More or less following the same trajectory as Party Doll a Go-Go!, the first of the two Untamed Cowgirls videos, wonderfully titled The Pillowbiters, finds Sayadian taking all the tactics used in his previous videos to pull the rug out from unsuspecting viewers expecting standard adult fare, the delirious, repetitive editing, pre-sex sketches, interrupting the sex scenes with the performers spouting ingeniously ludicrous dialogue and audio distortions are taken to their most extreme as well as confounding. Per usual with Sayadian's video work, the fourth wall is broke constantly with the performers addressing the viewers, even at one point slyly acknowledging the inherent absurdity of the film where Sayadian cuts back and forth to a perplexed Tami Monroe in the midst of a barrage of rapid fire edits and audio tinkering. As was the case with Party Doll a Go-Go!, most of the sex is presented entirely without context, but The Pillowbiters differs a bit with Sayadian constructing somewhat of a story in-between the sex scenes involving Jeanna Fine and Tami Monroe, who act as this films version of Madison and Tianna from Party Doll a Go-Go!, being perused by a bounty hunter named Swampy. The Pillowbiters also finds Sayadian unveiling some new tricks to mess with the audience by way interjecting title cards into the sex scenes featuring Sayadian's typically irreverent, witty sense of humor. Of course Sayadian's penchant for cheeky euphemisms is ever present as well, highlights include “love butter”, “love crease”, “man mayo” “slut slaw” and fan favorite “girl homo”.

The second video, the even more wonderfully titled Jammy Glands from the Rio Grande, finds Sayadian in an equally mischievous mood, albeit with a slightly different approach. Along with switching up the sex scene pairings, the biggest difference between Jammy Glands and The Pillowbiters is Sayadian's scaling back on the abstract editing and repetition, and the witty banter between the performers is reserved strictly for the pre/post-sex skits. To be sure, Sayadian's modus operandi of deceiving the average video store back room dweller by cutting away from the sex at random intervals is in full swing, although here the title cards that made their debut in The Pillowbiters are Sayadian's main focus. Most are completely nonsensical (“Rinse Dream makes me feel like Bill Shatner's toupee!”) and at times resemble the sarcastic musings of Max Melodramatic, the MC of Cafe Flesh. The early 90's video technology on display also give the title cards an extra bit of charm. Another thing the separates Jammy Glands from The Pillowbiters is the music. Whereas The Pillowbiters consisted of recycled/remixed Double Vision cues, Jammy Glands features an original score, credited to “Gold”, with each piece of music having a different flavor while fitting in with the western theme, at one point even resembling cowpunk pioneers Rank and File crossed with circus music. Much like the first video, the wild west decorated soundstage features Sayadian's typically eye-popping production design and Jammy Glands even features a few appearances from the wide eyed doll thing seen in Sayadian's Dr. Caligari (1989).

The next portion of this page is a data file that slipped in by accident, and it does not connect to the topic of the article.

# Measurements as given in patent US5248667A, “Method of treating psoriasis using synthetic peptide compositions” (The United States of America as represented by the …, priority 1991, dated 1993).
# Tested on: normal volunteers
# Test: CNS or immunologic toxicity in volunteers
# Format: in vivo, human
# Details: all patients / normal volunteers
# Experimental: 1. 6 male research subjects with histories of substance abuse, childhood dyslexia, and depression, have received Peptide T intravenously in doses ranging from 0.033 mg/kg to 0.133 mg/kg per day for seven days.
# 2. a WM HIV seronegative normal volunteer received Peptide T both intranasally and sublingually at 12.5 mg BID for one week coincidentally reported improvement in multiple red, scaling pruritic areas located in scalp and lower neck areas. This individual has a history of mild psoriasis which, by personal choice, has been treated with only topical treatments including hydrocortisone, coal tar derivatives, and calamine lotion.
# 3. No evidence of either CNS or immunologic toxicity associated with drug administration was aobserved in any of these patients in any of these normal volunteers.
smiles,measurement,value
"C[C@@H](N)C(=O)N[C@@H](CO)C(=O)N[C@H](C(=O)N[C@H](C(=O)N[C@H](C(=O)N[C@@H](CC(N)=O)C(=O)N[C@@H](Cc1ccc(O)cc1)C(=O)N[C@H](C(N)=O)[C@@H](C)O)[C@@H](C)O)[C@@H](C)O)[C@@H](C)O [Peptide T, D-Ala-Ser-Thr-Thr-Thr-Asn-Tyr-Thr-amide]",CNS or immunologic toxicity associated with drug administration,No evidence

Unlike Cafe Flesh, Party Doll a Go-Go! and the second and third Nightdreams films, which were distributed by VCA, the two Untamed Cowgirls of the Wild West videos were released by Zane Entertainment and ever since their initial VHS runs have gone on to become the most difficult Sayadian titles to track down in psychical form. They also have the distinction of being to date the last films directed by Sayadian. Before getting a new project off the ground in 1995, Sayadian was dealt a massive medical blow and more or less retreated from public view to recover. Incredibly, Sayadian re-emerged in 2013 for a screening of Nightdreams at France's L’Étrange Festival and even directed a musical stage play based on Cafe Flesh and has promised a new film at some point in the future which can't come soon enough. Like Sayadian's 35mm films, the six “Rinse Dream” videos are the work of a maverick artist ready and willing to subvert in a medium where most chose to pander to conventional standards, and what makes the Untamed Cowgirl videos so interesting is how, even with four previous, fairly experimental videos behind him, Sayadian still found new ways to toy around with what was expected from an adult video. Their appeal may be as limited as can be, but a ride to the way out west with these untamed cowgirls is well worth taking.